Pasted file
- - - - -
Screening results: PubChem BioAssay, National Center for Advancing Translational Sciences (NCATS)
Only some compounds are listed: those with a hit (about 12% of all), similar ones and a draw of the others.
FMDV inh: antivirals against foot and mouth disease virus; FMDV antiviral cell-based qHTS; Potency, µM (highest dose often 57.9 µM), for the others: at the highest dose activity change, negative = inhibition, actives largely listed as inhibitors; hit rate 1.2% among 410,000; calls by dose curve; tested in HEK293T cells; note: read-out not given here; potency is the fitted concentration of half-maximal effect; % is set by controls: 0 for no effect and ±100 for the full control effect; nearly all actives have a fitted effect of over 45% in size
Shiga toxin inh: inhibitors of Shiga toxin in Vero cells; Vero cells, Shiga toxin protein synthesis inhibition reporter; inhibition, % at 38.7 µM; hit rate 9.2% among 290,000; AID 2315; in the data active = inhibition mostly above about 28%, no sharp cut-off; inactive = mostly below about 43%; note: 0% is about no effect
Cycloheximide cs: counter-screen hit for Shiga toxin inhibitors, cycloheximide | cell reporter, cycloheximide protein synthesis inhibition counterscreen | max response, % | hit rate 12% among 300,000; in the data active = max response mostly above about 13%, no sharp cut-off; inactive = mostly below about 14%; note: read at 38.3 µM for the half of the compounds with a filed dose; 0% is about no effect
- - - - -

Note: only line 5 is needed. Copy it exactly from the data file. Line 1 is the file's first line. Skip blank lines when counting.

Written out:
Cycloheximide cs: counter-screen hit for Shiga toxin inhibitors, cycloheximide | cell reporter, cycloheximide protein synthesis inhibition counterscreen | max response, % | hit rate 12% among 300,000; in the data active = max response mostly above about 13%, no sharp cut-off; inactive = mostly below about 14%; note: read at 38.3 µM for the half of the compounds with a filed dose; 0% is about no effect